Oman can ‘indirectly’ help resolve Syria crisis: Straw
September 29, 2015 | 10:00 PM

Muscat: Oman can ‘indirectly’ play a role in resolving the Syrian crisis, according to former British foreign secretary Jack Straw, who also says he cannot criticise Gulf countries’ policies on refugees.

Straw, who served as foreign secretary between 2001 and 2006, participated in the People Conference held in Muscat on Tuesday under the theme ‘The Power within – New Era of Human Capital’.

Asked if Oman can play a role in resolving the crises in Syria and Yemen, he told reporters, “In Syria, indirectly.”

In Syria, you need Russia and other permanent members of the United Nations Security Council, Iran, Saudi Arabia and Turkey, Straw said. Straw said he believes that there has to be a conversation with Syrian President Bashar Al Assad to resolve the situation.

Regarding the Yemen crisis, he said that of course Oman and Yemen share borders but added, “I do not know enough about Yemen.”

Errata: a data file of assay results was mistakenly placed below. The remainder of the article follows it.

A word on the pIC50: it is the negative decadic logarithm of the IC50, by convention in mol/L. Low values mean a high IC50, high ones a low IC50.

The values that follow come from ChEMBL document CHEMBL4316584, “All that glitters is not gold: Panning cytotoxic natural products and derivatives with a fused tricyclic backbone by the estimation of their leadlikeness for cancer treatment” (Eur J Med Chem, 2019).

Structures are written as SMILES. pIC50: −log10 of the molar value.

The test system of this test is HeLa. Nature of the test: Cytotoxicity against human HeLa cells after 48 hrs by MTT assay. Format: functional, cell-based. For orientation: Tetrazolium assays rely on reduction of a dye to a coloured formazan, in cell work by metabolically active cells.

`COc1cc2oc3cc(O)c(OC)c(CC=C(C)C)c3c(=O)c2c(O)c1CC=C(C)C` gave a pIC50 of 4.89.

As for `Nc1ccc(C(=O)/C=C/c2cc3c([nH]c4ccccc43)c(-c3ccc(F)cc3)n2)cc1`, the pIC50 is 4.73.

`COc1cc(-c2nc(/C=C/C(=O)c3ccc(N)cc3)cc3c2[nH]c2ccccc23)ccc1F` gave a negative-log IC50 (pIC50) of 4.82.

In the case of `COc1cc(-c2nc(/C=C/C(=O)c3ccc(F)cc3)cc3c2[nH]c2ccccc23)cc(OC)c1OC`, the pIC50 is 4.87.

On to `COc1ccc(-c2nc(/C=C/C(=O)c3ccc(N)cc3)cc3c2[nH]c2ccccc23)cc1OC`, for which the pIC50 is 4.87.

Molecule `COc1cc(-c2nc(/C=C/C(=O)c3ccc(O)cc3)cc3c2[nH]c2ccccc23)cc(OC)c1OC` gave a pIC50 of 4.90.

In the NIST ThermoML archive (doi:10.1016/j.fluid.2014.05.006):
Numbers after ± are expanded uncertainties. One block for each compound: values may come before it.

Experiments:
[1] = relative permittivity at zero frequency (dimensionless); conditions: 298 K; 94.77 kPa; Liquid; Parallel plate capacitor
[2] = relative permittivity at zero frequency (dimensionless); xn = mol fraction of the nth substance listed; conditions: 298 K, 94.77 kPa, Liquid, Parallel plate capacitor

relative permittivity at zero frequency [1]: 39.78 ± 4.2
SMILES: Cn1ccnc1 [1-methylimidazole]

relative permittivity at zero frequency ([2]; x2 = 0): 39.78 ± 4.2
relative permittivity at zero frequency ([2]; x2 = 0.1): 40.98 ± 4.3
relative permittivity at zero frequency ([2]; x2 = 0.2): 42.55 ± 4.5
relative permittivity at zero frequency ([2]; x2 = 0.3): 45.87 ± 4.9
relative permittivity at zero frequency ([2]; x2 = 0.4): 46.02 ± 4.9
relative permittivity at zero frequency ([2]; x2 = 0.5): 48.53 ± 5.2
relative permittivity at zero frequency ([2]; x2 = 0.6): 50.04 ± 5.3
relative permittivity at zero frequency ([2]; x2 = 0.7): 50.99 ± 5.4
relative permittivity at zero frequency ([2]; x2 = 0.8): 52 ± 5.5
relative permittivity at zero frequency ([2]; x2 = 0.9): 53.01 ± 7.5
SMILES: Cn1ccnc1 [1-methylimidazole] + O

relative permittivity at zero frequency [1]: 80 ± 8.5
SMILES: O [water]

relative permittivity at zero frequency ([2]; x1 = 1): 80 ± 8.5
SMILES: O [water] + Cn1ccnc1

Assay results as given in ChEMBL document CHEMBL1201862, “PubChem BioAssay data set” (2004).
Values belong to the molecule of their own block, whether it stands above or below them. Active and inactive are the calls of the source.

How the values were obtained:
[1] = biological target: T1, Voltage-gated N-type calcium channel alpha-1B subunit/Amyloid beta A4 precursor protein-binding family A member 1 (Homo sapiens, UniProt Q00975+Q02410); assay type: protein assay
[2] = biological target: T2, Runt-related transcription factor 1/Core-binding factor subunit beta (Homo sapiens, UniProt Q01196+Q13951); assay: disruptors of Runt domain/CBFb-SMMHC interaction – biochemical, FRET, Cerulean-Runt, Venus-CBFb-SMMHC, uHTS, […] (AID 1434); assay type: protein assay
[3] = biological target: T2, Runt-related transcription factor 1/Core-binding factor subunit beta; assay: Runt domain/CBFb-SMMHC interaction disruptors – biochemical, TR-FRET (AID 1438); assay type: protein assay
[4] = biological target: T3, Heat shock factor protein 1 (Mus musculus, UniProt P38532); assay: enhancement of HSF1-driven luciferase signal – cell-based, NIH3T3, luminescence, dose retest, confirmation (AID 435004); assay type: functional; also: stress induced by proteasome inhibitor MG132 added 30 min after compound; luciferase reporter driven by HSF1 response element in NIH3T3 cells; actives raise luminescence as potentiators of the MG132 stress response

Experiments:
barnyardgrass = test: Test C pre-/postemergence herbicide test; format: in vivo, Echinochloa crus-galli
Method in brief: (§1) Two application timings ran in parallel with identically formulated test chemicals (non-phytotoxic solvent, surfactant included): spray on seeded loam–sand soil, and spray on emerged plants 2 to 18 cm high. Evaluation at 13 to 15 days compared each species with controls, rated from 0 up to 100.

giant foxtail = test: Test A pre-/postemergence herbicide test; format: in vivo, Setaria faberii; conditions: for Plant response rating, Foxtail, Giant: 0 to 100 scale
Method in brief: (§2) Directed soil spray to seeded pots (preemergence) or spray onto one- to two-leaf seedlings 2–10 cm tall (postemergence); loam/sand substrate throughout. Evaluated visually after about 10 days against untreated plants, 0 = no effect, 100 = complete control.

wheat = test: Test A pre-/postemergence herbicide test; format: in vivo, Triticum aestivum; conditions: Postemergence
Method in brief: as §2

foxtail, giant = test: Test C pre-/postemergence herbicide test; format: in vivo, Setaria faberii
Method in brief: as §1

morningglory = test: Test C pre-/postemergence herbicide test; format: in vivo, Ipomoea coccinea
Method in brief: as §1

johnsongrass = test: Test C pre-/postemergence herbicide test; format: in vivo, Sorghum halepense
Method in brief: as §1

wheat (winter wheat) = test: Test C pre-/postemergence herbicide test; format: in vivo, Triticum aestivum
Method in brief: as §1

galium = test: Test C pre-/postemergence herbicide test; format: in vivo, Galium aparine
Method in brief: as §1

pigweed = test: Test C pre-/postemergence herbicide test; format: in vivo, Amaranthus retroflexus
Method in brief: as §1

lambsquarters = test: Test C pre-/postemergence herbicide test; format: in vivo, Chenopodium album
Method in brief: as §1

However, he noted that there should be some kind of accommodation or political settlement in the country.

Oman’s efforts

Oman, which has not joined the Saudi-led coalition in Yemen, has repeatedly called for an end to the war in the country before it becomes a serious threat to the security of the region and has urged Yemeni parties to sort out their differences.

A recent example of Oman’s diplomacy came when it announced that it had negotiated the release of six people taken hostage by Houthi rebels in Yemen.

Straw said that in order to resolve the situation in Yemen, both Saudi Arabia and Iran should be involved and it is ‘frustrating’ that the United States and others were trying to ‘push Iran away’.

Asked about the fact that Gulf countries have been criticised for their policies on refugees, Straw said, “I’m not gonna criticise Gulf countries. Each country gotta make its own decision.”

Europe has got itself into a ‘mess’, he said, adding that some of the people involved are ‘genuine refugees’ but some of them are ‘economic migrants’ who are no different from the economic migrants from other countries like India, Bangladesh and Pakistan.

Straw believes that the problem will not be solved by encouraging more people to come to Europe.

“I think the best approach is to try and finance camps in the adjacent countries like Turkey, Lebanon and Jordan,” Straw concluded.

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